In a promotional video released weeks before Eagles of Death Metal's new record, singer Jesse Hughes exuded joy as he described the current state of his hometown: "Hollywood feels like this opening sequence to Saturday Night Fever. Everyone seems like they're ready for action—and the action is go." If only that sort of abundant energy translated to the band's new release.
A decade after being merely a Josh Homme side project, Eagles of Death Metal has taken the role of being one of rock 'n' roll's loudest, cockiest, and cheekiest bands. Between the group's first two albums, Peace, Love and Death Metal and Death By Sexy, EoDM created its own universe; one which focused almost exclusively on hard rocking, innumerable double entendres, and the devil. With Heart On, however, the luster is gone, the rocking isn't as hard, and the sexual innuendo isn't nearly as fierce as it once was (album title aside). Whereas Jesse "The Devil" Hughes once sang about the mixed emotions associated with diving into the depths of questionable sexual eligibility, the band now takes a thematic higher ground, often focusing on "emotions" and "relationships." Hughes himself asks the question late into the album: "How can a man with so many friends feel so alone?"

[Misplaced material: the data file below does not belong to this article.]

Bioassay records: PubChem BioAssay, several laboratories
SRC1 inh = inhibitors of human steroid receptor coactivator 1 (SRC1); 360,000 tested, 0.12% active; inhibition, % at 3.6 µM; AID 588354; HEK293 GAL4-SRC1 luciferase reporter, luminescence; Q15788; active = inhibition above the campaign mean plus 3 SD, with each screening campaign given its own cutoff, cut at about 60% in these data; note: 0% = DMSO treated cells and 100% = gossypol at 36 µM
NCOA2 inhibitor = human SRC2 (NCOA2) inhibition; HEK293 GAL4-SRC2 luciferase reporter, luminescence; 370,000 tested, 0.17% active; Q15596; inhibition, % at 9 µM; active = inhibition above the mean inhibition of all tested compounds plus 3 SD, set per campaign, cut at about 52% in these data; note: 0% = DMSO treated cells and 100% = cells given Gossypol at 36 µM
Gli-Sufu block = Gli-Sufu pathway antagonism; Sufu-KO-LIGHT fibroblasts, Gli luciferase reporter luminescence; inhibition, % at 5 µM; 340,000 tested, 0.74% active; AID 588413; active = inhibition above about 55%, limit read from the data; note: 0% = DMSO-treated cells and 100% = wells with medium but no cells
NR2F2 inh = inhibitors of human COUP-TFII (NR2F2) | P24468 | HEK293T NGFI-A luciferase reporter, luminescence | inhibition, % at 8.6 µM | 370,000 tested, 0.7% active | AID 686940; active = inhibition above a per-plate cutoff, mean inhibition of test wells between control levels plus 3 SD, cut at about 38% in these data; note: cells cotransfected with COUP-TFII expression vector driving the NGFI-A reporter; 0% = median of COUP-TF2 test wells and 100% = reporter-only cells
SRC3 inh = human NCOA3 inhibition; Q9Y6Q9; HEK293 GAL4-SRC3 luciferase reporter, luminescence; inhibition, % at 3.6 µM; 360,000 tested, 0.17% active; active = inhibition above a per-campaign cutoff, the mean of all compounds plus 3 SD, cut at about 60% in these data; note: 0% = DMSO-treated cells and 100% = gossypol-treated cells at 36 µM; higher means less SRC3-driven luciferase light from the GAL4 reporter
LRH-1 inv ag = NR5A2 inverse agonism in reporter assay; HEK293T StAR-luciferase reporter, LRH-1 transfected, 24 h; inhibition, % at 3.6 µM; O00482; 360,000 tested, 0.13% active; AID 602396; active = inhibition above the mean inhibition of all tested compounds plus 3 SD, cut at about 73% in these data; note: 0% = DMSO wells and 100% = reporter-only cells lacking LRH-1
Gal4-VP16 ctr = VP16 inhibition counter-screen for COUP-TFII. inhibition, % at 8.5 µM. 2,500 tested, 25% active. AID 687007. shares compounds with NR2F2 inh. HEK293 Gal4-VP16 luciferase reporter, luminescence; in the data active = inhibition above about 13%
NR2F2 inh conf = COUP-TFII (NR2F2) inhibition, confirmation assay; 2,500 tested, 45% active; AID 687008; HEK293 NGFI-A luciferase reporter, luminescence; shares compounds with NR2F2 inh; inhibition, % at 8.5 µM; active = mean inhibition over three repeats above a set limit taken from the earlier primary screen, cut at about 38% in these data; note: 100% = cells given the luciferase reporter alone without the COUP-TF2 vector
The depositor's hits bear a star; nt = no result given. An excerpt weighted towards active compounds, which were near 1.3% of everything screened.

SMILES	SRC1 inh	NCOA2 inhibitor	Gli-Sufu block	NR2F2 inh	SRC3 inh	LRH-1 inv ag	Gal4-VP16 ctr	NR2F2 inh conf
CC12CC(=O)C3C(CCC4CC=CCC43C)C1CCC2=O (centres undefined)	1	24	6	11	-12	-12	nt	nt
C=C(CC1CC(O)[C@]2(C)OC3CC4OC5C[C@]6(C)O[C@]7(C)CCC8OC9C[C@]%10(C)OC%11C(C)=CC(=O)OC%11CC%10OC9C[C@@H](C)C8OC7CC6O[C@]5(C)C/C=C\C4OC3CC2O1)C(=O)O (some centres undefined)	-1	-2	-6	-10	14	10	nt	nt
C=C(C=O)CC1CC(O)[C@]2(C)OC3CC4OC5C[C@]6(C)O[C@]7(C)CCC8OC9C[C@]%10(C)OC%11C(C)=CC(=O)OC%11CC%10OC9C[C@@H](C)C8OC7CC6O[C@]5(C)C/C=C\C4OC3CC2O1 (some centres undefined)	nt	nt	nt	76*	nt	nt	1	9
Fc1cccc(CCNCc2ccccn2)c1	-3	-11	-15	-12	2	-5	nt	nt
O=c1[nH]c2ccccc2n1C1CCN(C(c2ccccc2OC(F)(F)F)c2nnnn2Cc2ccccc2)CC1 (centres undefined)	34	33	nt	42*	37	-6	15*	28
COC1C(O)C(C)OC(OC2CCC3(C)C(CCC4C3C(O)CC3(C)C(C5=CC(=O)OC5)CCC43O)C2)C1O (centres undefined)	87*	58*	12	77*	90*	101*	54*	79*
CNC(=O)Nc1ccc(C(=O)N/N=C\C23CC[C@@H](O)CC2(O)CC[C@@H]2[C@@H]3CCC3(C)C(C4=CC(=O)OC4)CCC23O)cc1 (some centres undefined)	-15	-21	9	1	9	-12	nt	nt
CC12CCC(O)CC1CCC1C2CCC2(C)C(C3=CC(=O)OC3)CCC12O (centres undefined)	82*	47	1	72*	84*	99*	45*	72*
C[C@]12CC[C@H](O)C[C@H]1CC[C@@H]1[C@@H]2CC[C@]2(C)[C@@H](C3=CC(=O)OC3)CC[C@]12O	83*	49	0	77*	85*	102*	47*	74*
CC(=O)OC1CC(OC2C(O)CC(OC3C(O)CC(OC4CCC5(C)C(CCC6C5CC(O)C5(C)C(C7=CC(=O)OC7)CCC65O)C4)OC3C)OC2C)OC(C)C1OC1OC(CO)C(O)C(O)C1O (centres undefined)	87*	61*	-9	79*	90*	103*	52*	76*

Things aren't entirely blasé with Heart On, however. The album's lead single "Wanna Be in L.A." sounds like a reckless, beer-soaked surfer, barely hanging onto a repetitive flow before wisely fading out. "Secret Plans" prominently expels much of the record's tired sound, adding the tight-fisted chorus "I want what I want, what I want, what I want, what I want." And if repetition and the occasional suggestive lyric could save the album, Eagles of Death Metal would be solid gold. Instead, Heart On sounds far less like a vivacious representation of the city, and a lot more like the cliché that Hollywood has become.